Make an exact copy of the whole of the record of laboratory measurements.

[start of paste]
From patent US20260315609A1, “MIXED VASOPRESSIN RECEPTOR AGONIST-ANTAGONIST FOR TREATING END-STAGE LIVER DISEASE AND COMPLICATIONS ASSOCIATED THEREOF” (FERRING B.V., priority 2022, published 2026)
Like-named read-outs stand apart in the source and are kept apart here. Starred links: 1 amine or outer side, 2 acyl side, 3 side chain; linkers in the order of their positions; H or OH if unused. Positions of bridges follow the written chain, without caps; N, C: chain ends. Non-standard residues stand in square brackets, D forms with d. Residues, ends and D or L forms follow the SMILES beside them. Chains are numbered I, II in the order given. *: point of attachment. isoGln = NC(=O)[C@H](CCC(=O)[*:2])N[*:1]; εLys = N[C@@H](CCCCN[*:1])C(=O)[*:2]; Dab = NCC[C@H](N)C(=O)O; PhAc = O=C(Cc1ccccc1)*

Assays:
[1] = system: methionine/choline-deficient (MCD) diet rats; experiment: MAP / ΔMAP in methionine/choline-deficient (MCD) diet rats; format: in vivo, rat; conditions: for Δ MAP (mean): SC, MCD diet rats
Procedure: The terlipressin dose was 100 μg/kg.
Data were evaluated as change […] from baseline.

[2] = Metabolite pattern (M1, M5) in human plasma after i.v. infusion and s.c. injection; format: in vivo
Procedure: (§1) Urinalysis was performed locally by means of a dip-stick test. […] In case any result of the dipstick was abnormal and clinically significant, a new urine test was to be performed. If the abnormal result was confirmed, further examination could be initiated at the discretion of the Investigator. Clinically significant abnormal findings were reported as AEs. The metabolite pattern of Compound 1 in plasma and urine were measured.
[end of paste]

From patent US20260315609A1, “MIXED VASOPRESSIN RECEPTOR AGONIST-ANTAGONIST FOR TREATING END-STAGE LIVER DISEASE AND COMPLICATIONS ASSOCIATED THEREOF” (FERRING B.V., priority 2022, published 2026)
Like-named read-outs stand apart in the source and are kept apart here. Starred links: 1 amine or outer side, 2 acyl side, 3 side chain; linkers in the order of their positions; H or OH if unused. Positions of bridges follow the written chain, without caps; N, C: chain ends. Non-standard residues stand in square brackets, D forms with d. Residues, ends and D or L forms follow the SMILES beside them. Chains are numbered I, II in the order given. *: point of attachment. isoGln = NC(=O)[C@H](CCC(=O)[*:2])N[*:1]; εLys = N[C@@H](CCCCN[*:1])C(=O)[*:2]; Dab = NCC[C@H](N)C(=O)O; PhAc = O=C(Cc1ccccc1)*

Assays:
[1] = system: methionine/choline-deficient (MCD) diet rats; experiment: MAP / ΔMAP in methionine/choline-deficient (MCD) diet rats; format: in vivo, rat; conditions: for Δ MAP (mean): SC, MCD diet rats
Procedure: The terlipressin dose was 100 μg/kg.
Data were evaluated as change […] from baseline.

[2] = Metabolite pattern (M1, M5) in human plasma after i.v. infusion and s.c. injection; format: in vivo
Procedure: (§1) Urinalysis was performed locally by means of a dip-stick test. […] In case any result of the dipstick was abnormal and clinically significant, a new urine test was to be performed. If the abnormal result was confirmed, further examination could be initiated at the discretion of the Investigator. Clinically significant abnormal findings were reported as AEs. The metabolite pattern of Compound 1 in plasma and urine were measured.